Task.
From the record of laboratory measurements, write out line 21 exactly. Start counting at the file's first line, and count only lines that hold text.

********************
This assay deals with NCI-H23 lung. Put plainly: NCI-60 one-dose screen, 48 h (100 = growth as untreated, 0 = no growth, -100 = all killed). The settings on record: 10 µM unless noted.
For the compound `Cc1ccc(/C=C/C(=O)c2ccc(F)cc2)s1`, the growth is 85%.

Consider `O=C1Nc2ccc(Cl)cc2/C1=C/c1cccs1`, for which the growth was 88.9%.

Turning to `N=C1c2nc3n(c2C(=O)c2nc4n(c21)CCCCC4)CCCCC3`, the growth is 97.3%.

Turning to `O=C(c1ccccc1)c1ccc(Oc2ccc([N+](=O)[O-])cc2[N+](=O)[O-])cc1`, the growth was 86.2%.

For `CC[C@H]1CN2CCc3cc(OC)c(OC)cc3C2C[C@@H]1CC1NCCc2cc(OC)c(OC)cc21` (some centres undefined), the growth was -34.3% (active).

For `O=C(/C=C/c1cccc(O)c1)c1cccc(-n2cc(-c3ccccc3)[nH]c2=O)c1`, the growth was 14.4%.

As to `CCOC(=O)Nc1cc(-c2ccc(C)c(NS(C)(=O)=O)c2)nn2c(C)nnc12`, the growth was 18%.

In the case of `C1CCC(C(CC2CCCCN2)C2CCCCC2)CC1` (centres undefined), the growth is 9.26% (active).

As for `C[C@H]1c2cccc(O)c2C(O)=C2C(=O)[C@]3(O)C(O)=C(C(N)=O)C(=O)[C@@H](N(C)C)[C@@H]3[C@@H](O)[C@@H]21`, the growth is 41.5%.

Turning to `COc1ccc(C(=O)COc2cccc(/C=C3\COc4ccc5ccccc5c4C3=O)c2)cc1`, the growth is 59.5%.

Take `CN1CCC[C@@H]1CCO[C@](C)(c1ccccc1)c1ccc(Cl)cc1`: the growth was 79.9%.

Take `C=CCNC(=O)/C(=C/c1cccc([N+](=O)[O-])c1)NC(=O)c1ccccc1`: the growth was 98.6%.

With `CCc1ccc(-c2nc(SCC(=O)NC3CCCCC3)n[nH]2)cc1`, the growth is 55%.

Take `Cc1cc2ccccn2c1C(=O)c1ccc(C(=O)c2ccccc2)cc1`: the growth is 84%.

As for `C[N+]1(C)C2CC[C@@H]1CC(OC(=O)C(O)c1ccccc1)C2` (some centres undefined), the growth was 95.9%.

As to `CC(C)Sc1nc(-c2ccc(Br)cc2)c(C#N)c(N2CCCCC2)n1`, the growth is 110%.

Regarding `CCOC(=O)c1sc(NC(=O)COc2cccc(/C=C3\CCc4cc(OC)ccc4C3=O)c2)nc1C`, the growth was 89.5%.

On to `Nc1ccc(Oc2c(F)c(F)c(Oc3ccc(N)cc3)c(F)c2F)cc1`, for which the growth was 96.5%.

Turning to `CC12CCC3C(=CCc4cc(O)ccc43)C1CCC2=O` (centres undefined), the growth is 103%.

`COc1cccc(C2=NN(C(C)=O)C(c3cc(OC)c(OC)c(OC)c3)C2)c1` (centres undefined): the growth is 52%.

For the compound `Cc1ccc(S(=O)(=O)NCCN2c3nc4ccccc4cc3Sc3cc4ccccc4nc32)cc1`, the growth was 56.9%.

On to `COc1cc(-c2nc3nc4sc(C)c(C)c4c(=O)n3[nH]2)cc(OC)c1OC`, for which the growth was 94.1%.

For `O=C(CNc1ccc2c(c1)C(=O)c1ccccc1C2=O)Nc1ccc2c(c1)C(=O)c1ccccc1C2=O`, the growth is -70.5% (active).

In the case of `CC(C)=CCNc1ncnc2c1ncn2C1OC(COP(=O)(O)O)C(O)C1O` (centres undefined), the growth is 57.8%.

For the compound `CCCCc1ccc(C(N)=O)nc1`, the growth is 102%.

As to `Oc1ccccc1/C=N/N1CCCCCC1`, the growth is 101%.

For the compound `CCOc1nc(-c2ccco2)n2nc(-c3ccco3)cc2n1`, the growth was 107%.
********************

`COc1cccc(C2=NN(C(C)=O)C(c3cc(OC)c(OC)c(OC)c3)C2)c1` (centres undefined): the growth is 52%.